Elastography in the Liver - Virtual Touch Technologies
A technical reference guide for Elastography in the Liver Virtual Touch Technologies.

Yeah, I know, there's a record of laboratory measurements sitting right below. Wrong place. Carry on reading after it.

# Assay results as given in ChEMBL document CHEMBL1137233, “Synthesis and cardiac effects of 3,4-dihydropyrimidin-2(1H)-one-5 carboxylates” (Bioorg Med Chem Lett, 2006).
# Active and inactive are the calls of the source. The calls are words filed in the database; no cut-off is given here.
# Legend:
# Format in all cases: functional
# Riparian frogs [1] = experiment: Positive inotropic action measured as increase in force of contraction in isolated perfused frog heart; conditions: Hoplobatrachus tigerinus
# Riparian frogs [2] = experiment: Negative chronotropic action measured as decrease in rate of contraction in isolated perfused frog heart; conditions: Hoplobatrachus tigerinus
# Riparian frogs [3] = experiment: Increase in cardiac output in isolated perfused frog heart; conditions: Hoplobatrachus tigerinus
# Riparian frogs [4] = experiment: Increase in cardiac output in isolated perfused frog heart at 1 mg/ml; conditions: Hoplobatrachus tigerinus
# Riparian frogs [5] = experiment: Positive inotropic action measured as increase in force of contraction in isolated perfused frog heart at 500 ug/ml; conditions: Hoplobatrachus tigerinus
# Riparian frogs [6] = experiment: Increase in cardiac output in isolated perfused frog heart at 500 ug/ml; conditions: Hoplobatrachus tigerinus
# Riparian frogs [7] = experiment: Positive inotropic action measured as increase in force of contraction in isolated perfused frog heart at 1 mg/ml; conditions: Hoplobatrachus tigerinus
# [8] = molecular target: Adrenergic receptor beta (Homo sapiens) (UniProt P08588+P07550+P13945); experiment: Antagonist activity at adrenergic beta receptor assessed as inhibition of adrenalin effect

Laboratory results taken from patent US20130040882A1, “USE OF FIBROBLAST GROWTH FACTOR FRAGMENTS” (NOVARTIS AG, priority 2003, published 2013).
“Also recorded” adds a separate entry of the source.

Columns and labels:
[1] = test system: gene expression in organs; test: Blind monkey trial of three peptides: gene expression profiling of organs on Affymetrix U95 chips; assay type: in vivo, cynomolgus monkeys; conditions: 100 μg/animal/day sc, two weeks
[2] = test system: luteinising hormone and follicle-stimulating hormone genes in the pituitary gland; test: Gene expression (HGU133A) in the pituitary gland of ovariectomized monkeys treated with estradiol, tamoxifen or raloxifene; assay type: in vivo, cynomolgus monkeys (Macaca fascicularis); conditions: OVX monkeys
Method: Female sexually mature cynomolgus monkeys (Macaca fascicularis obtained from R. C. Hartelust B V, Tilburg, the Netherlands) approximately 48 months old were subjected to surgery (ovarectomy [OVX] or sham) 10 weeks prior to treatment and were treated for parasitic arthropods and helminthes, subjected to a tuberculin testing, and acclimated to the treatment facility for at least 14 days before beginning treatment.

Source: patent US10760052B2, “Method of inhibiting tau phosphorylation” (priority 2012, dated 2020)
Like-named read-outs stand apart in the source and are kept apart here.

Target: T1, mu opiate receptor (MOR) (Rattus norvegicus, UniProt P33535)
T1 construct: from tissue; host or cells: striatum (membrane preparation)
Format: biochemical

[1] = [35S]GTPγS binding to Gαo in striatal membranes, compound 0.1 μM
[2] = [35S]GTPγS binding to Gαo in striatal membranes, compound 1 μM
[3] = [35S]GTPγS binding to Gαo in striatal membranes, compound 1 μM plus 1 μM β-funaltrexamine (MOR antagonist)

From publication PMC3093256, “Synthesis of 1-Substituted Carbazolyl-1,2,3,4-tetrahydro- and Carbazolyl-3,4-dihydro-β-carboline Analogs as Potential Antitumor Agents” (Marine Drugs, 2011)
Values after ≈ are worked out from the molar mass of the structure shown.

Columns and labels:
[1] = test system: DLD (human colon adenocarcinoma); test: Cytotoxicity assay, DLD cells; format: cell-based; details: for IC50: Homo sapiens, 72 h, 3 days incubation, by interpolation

Technical Reference Guide Elastography in the Liver Virtual Touch Technologies SIEMENS siemens.com/strain Healthineers Technical Reference Guide | Elastography in the Liver Virtual Touch Technologies Transducer Push pulse ................ ROI Fig. 1A: Virtual Touch quantification utilizes an acoustic push pulse (orange) to generate shear waves. Introduction Virtual Touch™ technologies provide an Virtual Touch technology utilizes Acoustic indication of the mechanical stiffness properties Radiation Force Impulse (ARFI) to generate of tissue. The degree of tissue stiffness has been shear waves. With Virtual Touch™ quantification shown to correlate to (VTq) these shear waves are quantified within a the etiology of various disease processes[1, 2] user-defined region of interest (ROI). This booklet will introduce you to the Fig. 1A and Fig. 1B show how VTq utilizes an technology. It is intended to guide you acoustic push pulse followed by detection through its application and provide pulses to calculate shear wave speed. recommendations for optimal technique. We at Siemens are excited to partner with you on your journey into the paradigm of mechanical stiffness assessment with ultrasound. John Benson Director, Clinical Marketing Ultrasound Siemens Medical Solutions Inc., USA 2 siemens.com/strain Elastography in the Liver Virtual Touch Technologies | Technical Reference Guide Transducer Detection pulse Shear ROI Fig. 1B: When detection pulses (orange waves arrows) interact with a passing shear wave (orange), the wave’s location at a specific time allows calculation of the shear wave speed. This value is related to tissue stiffness within the region of interest. Indications Since the introduction of ARFI technology in An overview of clinical applications are 2008 on the ACUSON S2000 ultrasound system, provided by: The Society of Radiologists in a large number of clinical studies have been Ultrasound, The World Federation for published on its clinical utility, reproducibility Ultrasound in Medicine & Biology, The and repeatability. Many studies can be found European Federation of Societies for Ultrasound at: http://www.mendeley.com/groups/ in Medicine and Biology and The Japanese 2396601/qiba-sws/papers/ Society for Ultrasound in Medicine. siemens.com/strain 3 Technical Reference Guide | Elastography in the Liver Virtual Touch Technologies 7 8 4a 2 1 4b 3 6 5 Fig. 2: Optimal patient position Fig. 3: Segment 5 and 8 landmarks Technique Best Practice for Performance of Ultrasound-based Elastography Suggested Technique Comments Fasting for 4–6 hours Food intake within 4–6 hrs prior to the ultrasound exam may artificially elevate shear wave speed values in the liver. Optimal positioning Supine or slight (30º) left lateral decubitus position with right arm elevated above head to improve intercostal access (Fig. 2). Shallow, brief breath Valsalva or deep inspiration can cause an undesired increase in central hold venous pressure, which can falsely elevate elastography values. Optimal ROI Use intercostal transducer placement to target segments 5 or 8 placement (Fig. 3). Avoid increased subcapsular reverberation by placing ROI perpendicular to at lease 2 to 3 cm below Glisson’s capsule (Fig. 4). Note: The transducer-specific lens focus is typically about 4–5 cm below the transducer, thus best measurements are in this region. Ample gel Ample gel throughout the examination (particularly during the collection of the entire set of measurements) is necessary for optimal acoustic coupling. This will ensure maximum transfer of sound. 4 siemens.com/strain Elastography in the Liver Virtual Touch Technologies | Technical Reference Guide SIEMENS 6C1 HD Abdomen General TIS:0.8 E=3.70 kPa TIB: 1.7 MI: 1.6 Vs=1.11 m/s 8fps Depth=4.3 cm 2D-100% THI H4.00 MHZ 0d B/DR70 SC ON DTCEM MapD/ST2 Cooling 1 13 cm Fig. 4: Optimal Technique Suggested Technique Comments B-mode optimization Find a location where liver parenchyma returns strong echoes without increasing the B-Mode gain. Avoid large vessels and bile ducts. Use an image plane parallel to the ribs to avoid rib shadows and improve push pulse energy coupling to the body. Note: The ROI extends 1 cm above and below the in-plane ROI, so check the liver in these areas also. Acquisition of Ten measurements obtained in the same location are recommended to measurements ensure the median value is reliable. Reccomendations Fasted patient lies in a slight left lateral Place ROI optimally: • • decubitus position with right arm raised 4–6 cm deep (and at least 2 to 3 cm below · slightly above the head and perpendicular to the liver capsule) Intercostal approach within segment 5 or 8 of the liver · • Instruct patient to maintain shallow, brief • Optimize B-Mode image so liver parenchyma • is bright and large vessels, bile ducts, and rib breath hold from the time of initiating “Update” to the appearance of the value shadows are avoided on screen Ensure that the liver capsule appears sharp • Obtain 10 measurements at the same site • siemens.com/strain 5 Technical Reference Guide | Elastography in the Liver Virtual Touch Technologies Elastography Liver Assessment Label 1 Label 2 Label 3 Label 4 Indication Vs (m/s) Depth (cm) Vs (m/s) Depth (cm) Vs (m/s) Depth (cm) Vs (m/s) Depth (cm) ☑ Indication ☑ Venous Congestion Portal System ☑ Distention ☑ Enlarged Spleen ☑ Varices Median Fat Infiltration Marked Mean Focal Lesions Multiple Std Dev IQR Lesion Elasticity Soft Overall Statistics Median Std Dev Mean IQR Fig. 5: Elastography Report Fig. 6: Abdomen Report Reporting The system generates a dedicated Elastography Report (Fig. 5). This report tabulates the shear Reccomendations velocity (Vs) or the stiffness (kPA) and depth An IQR/Median Ratio is measurements (cm) associated with each site. the recommended unit for Measurements are displayed in both velocity technical accuracy. (m/s) and stiffness (kPA) on the image. The user can choose to display either kPA or m/s in the Elastography Report. The report calculates mean, median, standard deviation, interquartile range (IQR) and IQR/Median Ratio for all measurements. These statistics are important for the determination of the study’s technical accuracy (see page 8). The Elastography Report can be combined with the Liver Assessment section of the Abdomen Report page (Fig. 6). 6 siemens.com/strain Elastography in the Liver Virtual Touch Technologies | Technical Reference Guide IQR = Distance between 25th and 75th Percentiles in units of measure K K 25th 75th Percentile Percentile Lowest Median Highest Value Value Value Fig. 7: Interquartile Range (IQR) Confidence The Interquartile Range (IQR) is the range of the A Note: IQR will be higher with advancing spread of values in a repeated data set, from fibrosis. Since the IQR / Median Ratio the 25th percentile to the 75th percentile. It is normalizes for this, the IQR / Median sometimes referred to as the “middle fifty”. It is an important indicator of technical removes outlying data points to represent more accuracy. accurately the spread of values in a data set. Take the following as examples: Median Vs = 1.00 m/s Reccomendations IQR = 0.3 IQR / Median Ratio = 0.3 a. Take 10 measurements per site (note that (Technically Adequate) the report page can display the 10 Median Vs = 2.1 m/s measurements from multiple sites) IQR = 0.7 b. At least 6/10 of measurements should be IQR / Median Ratio = 0.3 “valid”. This is tabulated at the bottom of (Technically Adequate) the imaging screen Site 1: 0 Valid/0 Total Median Vs = 1.8 m/s c. An IQR / Median Ratio of ≤ 0.3 is the IQR = 1.2 recommended quality control measure IQR / Median Ratio = 0.67 for adequate technical quality. (Technically Inadequate) An IQR / Median Vs ratio of ≤ 0.3 ensures a set of measurements lie within a reasonable variability range. siemens.com/strain 7 Technical Reference Guide | Elastography in the Liver Virtual Touch Technologies Table 1: Sources of Measurement Variability Cause Category Example Patient Preparation A non-fasting state can have falsely increased stiffness values  Pre-compression As levels of pre-compression increase, inter-operator variability also increases (see Appendix 2) Technique Shallow Breath Hold Valsalva can increase stiffness values  . Patient or transducer motion can cause inaccuracy. Transducer Angle An out-of-plane transducer angle below 50˚ to the skin surface can result in artificially low shear wave velocities (see Appendix 3) Body Habitus High BMI or a thick adipose layer can grossly attenuate shear waves and result in out of tolerance (x.xxm/s) or values with high data set variability Patient Factors Liver Function Elevated aminotransferase can elevate elastography results Comorbidities Congestive Heart Failure (CHF), extrahepatic cholestasis, significant portal hypertension, elevated amniotransferase levels and liver fibrosis can cause high Vs measurements Technical Accuracy Technical accuracy of a VTq examination is 2. High Data Set Variability reliant on the reproduction of consistent Erroneous outliers can negatively impact calculated values. the IQR. Sources of measurement variability Measurement variability aggregates as two are broadly attributable to factors relating types of readings: to technique, and the patient. These are 1. Out of Tolerance Measurements (x.xxm/s) summarized in Table 1. A variance in measurements across vendors has also If the system displays the Vs as x.xx m/s, been observed. internal measurement quality thresholds were not met. The most common reason for ! Note: because of the potential variability this is low signal to noise ratio (SNR) of the of the co-morbidities listed in Table 1, it is shear wave. Low SNR is typically caused by imperative to be aware of the patient‘s poor scan technique or patient dependent medical history prior to performing a VTq factors, such as a thick adipose layer, high examination. BMI, or significant fibrosis and/ or steatosis that inhibits the generation of shear waves within the liver. 8 siemens.com/strain Elastography in the Liver Virtual Touch Technologies | Technical Reference Guide Table 1: Sources of Measurement Variability Cause Category Example Patient Preparation A non-fasting state can have falsely increased stiffness values  Pre-compression As levels of pre-compression increase, inter-operator variability also increases (see Appendix 2) Shallow Breath Hold Technique Valsalva can increase stiffness values  . Patient or transducer motion can cause inaccuracy. Transducer Angle An out-of-plane transducer angle below 50˚ to the skin surface can result in artificially low shear wave velocities (see Appendix 3) Body Habitus High BMI or a thick adipose layer can grossly attenuate shear waves and result in out of tolerance (x.xxm/s) or values with high data set variability Patient Factors Liver Function Elevated aminotransferase can elevate elastography results Comorbidities Congestive Heart Failure (CHF), extrahepatic cholestasis, significant portal hypertension, elevated amniotransferase levels and liver fibrosis can cause high Vs measurements Reccomendations Familiarity with these two independent clinical studies measuring technical reproducibility of shear wave velocity measurements. Guzman-Aroca, F, Reus M, Berna-Serna J, • Serrano L, Serrano C, Gilabert A, Cepero A. “Reproducibility of Shear Wave Velocity Measurements by Acoustic Radiation Force Impulse Imaging of the Liver.” J Ultrasound Med 2011; 30:975-979. Kurabayashi T, Taketomi-Takahashi A, • Endo K. “Reliable Measurement Procedure of Virtual Touch Tissue Quantification with Acoustic Radiation Force Impulse Imaging.” J Ultrasound Med 2011; 30:745-751. siemens.com/strain 9 Technical Reference Guide | Elastography in the Liver Virtual Touch Technologies 6 SIEMENS 6C1 HD Abdomen General 5 E=6.84 kPa TIS:0.8 TIB: 1.7 Vs=1.51 m/s UI: 1.6 4 Depth=4.3 cm 2D-100% THI 14.00 MHZ CdB/DR70 SC Off DTCEM 3 MapD/ST2 2 Displacement (µm) 1 0 -1 0 1 2 3 4 5 6 7 8 13cm Time (msec) Fig. 8B: Shear wave displacement signals resulting Fig. 8A: Poor scan technique from poor technique landmarks Data Set Variability Low Signal-to-Noise Ratio (SNR) A common cause of measurement variability is low signal to noise ratio (SNR) of the shear wave displacement signal. This results in noisy displacement profiles that make it difficult to detect the true shear wave peaks at each detection beam line. Fig. 8 and 9 demonstrate the difference between the shear wave displacement signals from a poor technique (Fig. 8A and 8B) compared to that of a better technique (Fig. 9A and 9B). 10 siemens.com/strain Elastography in the Liver Virtual Touch Technologies | Technical Reference Guide 20 SIEMENS 6C1 HD Abdomen General E=3.70 kPa 15 Vs=1.11 m/s 20-100% Depth=4.3 cm THE H4.00 MHZ OUB/DR70 sc off 10 DTCEM MapD/ST2 5 Displacement (µm) 0 -5 Cooling 1 0 1 2 3 4 5 6 7 8 13cm Time (msec) Fig. 9B: Shear wave displacement signals resulting from Fig. 9A: Good scan technique good technique Data Set Variability Improving Displacement Magnitude with Technique Fig. 8 and 9 demonstrate the difference between amplitude and low SNR leading to artificially the shear wave displacement signals from a elevated shear wave velocities in a normal poor technique compared to that of a better liver (Fig. 8A and 8B). A better scan technique technique. includes a ROI perpendicular to Glisson’s A poor technique commonly involves the capsule and good coupling of the transducer to proximity of the ROI to rib shadow, and poor the skin surface. This will result in much higher coupling between the transducer and skin shear wave amplitude and SNR, and more surface. This results in low shear wave appropriate shear wave velocities for a normal liver (Fig. 9A and 9B). siemens.com/strain 11 Technical Reference Guide | Elastography in the Liver Virtual Touch Technologies 4 cm 4cm Fig. 10: Attenuation of push pulse due to propagation Fig. 11: Good quality push pulse due to propagation in in a challenging medium (e.g. liver with steatosis) a non-challenging medium (e.g. normal liver tissue) Data Set Variability Beam Attenuation Another common cause of measurement In Fig. 11, all scan parameters are consistent variability is beam attenuation caused by with Fig 10. However, the attenuation is low propagation in challenging tissue. This is because the push pulse is propagating in illustrated in Fig. 10 and 11, which display the push beam using a ‘sensor’ map for less-challenging tissue, and so good quality displacement. shear waves are the result. This is typical in liver tissue without the presence of steatosis. In Fig. 10, the attenuation is high. This is typical in livers with steatosis, or in patients A Note: As a result, co-morbidities with high BMI. The push pulse simply cannot and body habitus are significant penetrate deeply enough to generate good considerations in the quality of measurement results. quality shear waves. 12 siemens.com/strain Elastography in the Liver Virtual Touch Technologies | Technical Reference Guide 4C1 4V1 5 kPa 103 103 A 10 kPa X 20 kPa O 40 kPa 80 kPa Center Frequency (Hz) Center Frequency (Hz) 102 102 0 2 4 6 8 0 2 4 6 8 Depth (cm) Depth (cm) 6C1HD 9L4 103 103 Center Frequency (Hz) Center Frequency (Hz) 102 102 0 2 4 6 8 0 2 4 6 8 Depth (cm) Depth (cm) Fig. 12: How transducer center frequency can influence shear wave velocity Effect of Frequency on Shear Wave Velocity VTq uses an excitation pulse that generates a The following equation describes the relatively wide range of shear wave frequencies. dependence of shear wave speed on frequency The velocity of the shear wave can be when a homogeneous Voigt model is assumed: influenced by the shear wave frequency, as shown in Figure 12. c,(,) =. Reccomendations where are the shear wave speed, shear wave angular frequency, shear elasticity, To ensure consistency of the patient shear viscosity, and material density. Since follow-up, it is recommended to perform these parameters can vary in visco-elastic serial scans with consistent transducer human tissue, shear wave angular frequency selections. can have an effect on shear wave velocity measurements and should be considered in interpreting shear wave velocity measurements. siemens.com/strain 13 Technical Reference Guide | Elastography in the Liver Virtual Touch Technologies Fig. 13: ACUSON S3000 Ultrasound System, HELX Evolution with Touch Control Steps to Success Step 1: Step 3: Ensure measurements are acquired according Apply knowledge of sources of variability in to the recommendations in this guide. mechanical stiffness (both physiological and pathological) to each individual patient, when Step 2: variable measurements are produced. Ensure validity criteria is met for each patient examination according to recommendations in this guide. Remember: IQR / Median Ratio of ≤ 0.3 is the recommended data point for technical accuracy assessment. 14 siemens.com/strain Elastography in the Liver Virtual Touch Technologies | Technical Reference Guide Glossary of Terms Acoustic Radiation Force Impulse. A “push pulse” produced by the ARFI transducer which causes tissue displacement Shear Wave Transverse waves produced by an ARFI “push pulse”, the speed of which indicate tissue stiffness Stiffness A descriptive term for tissue elasticity to depict how hard or soft an area of tissue is Displacement The amount of tissue movement that occurs in response to an ARFI push pulse. This indicates tissue stiffness ROI The user-defined region of interest box within which shear waves are detected and quantified Pre-compression The amount of pressure a user places on the transducer during acquisition Inter-Quartile Range. This is the distance between 25th and 75th IQR percentiles in units of measure. It gives a representation of the distribution, or spread, of a set of data points and is used as a criteria for validity Median The middle of a given data set IQR / Median Velocity This is the ratio used to indicate validity. The recommended value is ≤ 0.3 Mean The average value of a given data set siemens.com/strain 15 Technical Reference Guide | Elastography in the Liver Virtual Touch Technologies References  Wellman, et.al. Breast Tissue Stiffness in Compression  Masatoshi Kudo et al. JSUM Ultrasound Elastography is Correlated to Histological Diagnosis. Harvard Practice Guidelines: Liver Journal of Medical BioRobotics Laboratory Technical Report, 1999. Ultrasonics Sep 2013; 40(4) https://biorobotics.harvard.edu/pubs/1999/ mechprops.pdf  Barr RG et al. Elastography Assessment of Liver Fibrosis: Society of Radiologists in Ultrasound  Rosen J, Brown J, De S, Sinanan M, Hannford B. Consensus Conference Statement. Radiology 2015; Biomechanical Properties of Abdominal Organs In 276(3): 845-61 Vivo and Postmortem Under Compression Loads. Journal of Biomechanical Engineering. 2008; Vol. 130,  Mederacke I, Wursthorn K, Kirschner J, et al. Food 021020-1. intake increases liver stiffness in patients with chronic or resolved hepatitis C virus infection. Liver Int  Barr, et.al. Elastography Assessment of Liver Fibrosis: 2009;29(10):1500-1506. Society of Radiologists in Ultrasound Consensus Statement. Radiology 2015 Sep 16;276(3):845-61.  Horster S, Mandel P, Zachoval R, Clevert DA. Comparing acoustic radiation force impulse imaging  Ferraioli G et al. WFUMB Guidelines and to transient elastography to assess liver stiffness in Recommendations for Clinical Use of Ultrasound healthy volunteers with and without Valsalva Elastography: Part 3: Liver Ultrasound Med Biol. manoeuvre. Clin Hemorheol Microcirc 2010;46(2-3): 2015 May; 41(5): 1161-79 159-168.  Cosgrove D et al. EFSUMB Guidelines and Recommendations on the Clinical Use of Ultrasound Elastography Ultraschall in Med 2013; 34: 238–253 16 siemens.com/strain Elastography in the Liver Virtual Touch Technologies | Technical Reference Guide Appendices Appendix 1: Differences in Right and Left Lobe of Liver in Normal Subjects Differences in Right and Left Lobe of Differences in Right and Left Lobe of Liver in Normal Subjects Liver in Chronic Liver Disease Jaffer, et al. reported that with trained According to Toshima, et al. shear wave velocity operators, ARFI (Virtual Touch quantification) measurements in the right lobe of the liver were is a reliable and reproducible method of liver more reliable than measurements in the left stiffness quantification in segments 5/6 and lobe. 7/8, but acquisitions in segment 3 should be avoided. Values obtained deep to the liver References capsule allow more reliable liver stiffness Toshima T, Shirabe K, Takeishi K, Motomura M, quantification. Mano Y, Uchiyama H, Yoshizumi T, Soejima Y, Taketomi A, Maehara Y. “New method for References assessing liver fibrosis based on acoustic Jaffer OS, Lung PFC, Bosanac D, Patel VM, radiation force impulse: a special reference to Ryan SM, Heneghan MA, Quaglia A, Sidhu PS. the difference between right and left liver.” “Acoustic radiation force impulse quantification”: J. Gastroenterology (2011) 46:705-711. repeatability measurements in selected liver segments and influence of age, body mass index and liver to capsule box distance. The British Journal of Radiology, 85 (2012), e858-e863. siemens.com/strain 17 Technical Reference Guide | Elastography in the Liver Virtual Touch Technologies 4 3.5 3 * 2.5 2 O 6C1HD Shear wave speed (m/s) O 4C1 1.5 4V1 x 9L4 1 0 10 20 30 40 50 Percentage of compression (%) Fig. 14: Effect of pre-compression on shear wave velocity measurements Appendices Appendix 2: Effect of Pre-compression on Shear Wave Velocity Measurements Effect of Pre-compression on Shear As levels of pre-compression increase, inter- Wave Velocity Measurements operator variability also increases. Using minimal, mild and moderate compression Using a CIRS 049 elasticity phantom, a with the same test phantom setup had similar test of the effect of transducer pre-load shear wave velocity measurements at minimal- (pre-compression) on shear wave velocity to-mild compression. There was significant measurements indicates that shear wave speed variability at moderate compression in breast increases as compression level increases. The scanning. mean shear wave speeds are within ± 20% of the elasticity phantom reference value at 0% Note: Always use minimal-to-mild to 30% compression. These results indicate compression. that minimal-to-mild compression (5% to 15%) is not likely to cause significant bias on Virtual Touch quantification measurements. 18 siemens.com/strain Elastography in the Liver Virtual Touch Technologies | Technical Reference Guide 1 90-degree transducer angle 5 40° 1 60-degree transducer angle 50° 4 60° 1 2 70° 80° +EH 3 E 90° 00.000 2 Shear wave speed (m/s) 1 0 40 50 60 70 80 90 Scanning angle (degrees) Fig. 15: Transducer angle on a flat surface Fig. 16: Shear wave speed versus scan angle Appendices Appendix 3: Effect of Transducer Angle on Shear Wave Velocity Measurements / Results of In-Plane Transducer Angle Effect of In-Plane and Out-of-Plane Results of Out-of Plane Transducer Angle Transducer Angle on Shear Wave An out-of-plane transducer angle below Velocity Measurements 50 degrees to the skin surface can result The effect of transducer angle was tested on in artificially low shear wave velocities tissue equivalent elasticity phantoms using a (indicated in the rightmost graph) due to loss 9L4 linear array transducer. of transducer contact with the flat scanning surface. Note: In general, use a transducer angle of 90 degrees to the skin surface for the .- highest measurement accuracy. siemens.com/strain 19 Technical Reference Guide | Elastography in the Liver Virtual Touch Technologies SIEMENS 914 Thyroid Genera TIB: 0.7 E=16.6 kPa MI: 1.6 Vs=2.35 m/s 13fps 2D -- 100% Depth=1.7 cm THI H8.00 MHZ 4dB/DR70 SC Off DTCEM MapD/ST3 32JP3 4cm Fig. 17: Example of a shear wave reflection artifact Appendices Appendix 4: Potential Shear Wave Reflection Artifacts Shear wave reflections can cause artificially interference. These conditions can result in low shear wave velocity values if a focal lesion misinterpretation by the Virtual Touch shear and surrounding tissue have very high Young’s wave velocity algorithm as an artificially Modulus differences. This can result in an low velocity due to the extra time interval interface that reflects shear waves and creates between the first shear wave peak and the a “false peak” from constructive shear wave false, second shear wave peak. 20 siemens.com/strain Elastography in the Liver Virtual Touch Technologies | Technical Reference Guide 7 Line 12 6 Line 28 5 False Peaks 4 True Peaks 3 Displacement (µs) 2 1 Fig. 18: Relationship of shear 0 0 0.002 0.004 0.006 0.008 0.01 0.012 wave displacement versus time Time (ms) demonstrating false peaks from shear wave reflections siemens.com/strain 21 The products/features mentioned in this document may not be commercially available in all countries. Due to regulatory reasons their future availability cannot be guaranteed. Please contact your local Siemens organization for further details. Standalone clinical images may have been cropped to better visualize pathology. ACUSON S2000 and Virtual Touch are trademarks of Siemens Medical Solutions USA, Inc. Siemens Healthineers Headquarters Legal Manufacturer Siemens Healthcare GmbH Siemens Medical Solutions USA, Inc. Henkestr. 127 Ultrasound 91052 Erlangen, Germany 685 East Middlefield Road Phone: +49 9131 84-0 Mountain View, CA 94043, USA siemens.com/healthineers Phone: +1-888-826-9702 siemens.com/ultrasound Published by Siemens Healthcare GmbH · Order No. A91US-450-1C-4A00 · Printed in Germany · 5188 08171.5 · © Siemens Medical Solutions USA, Inc., 2017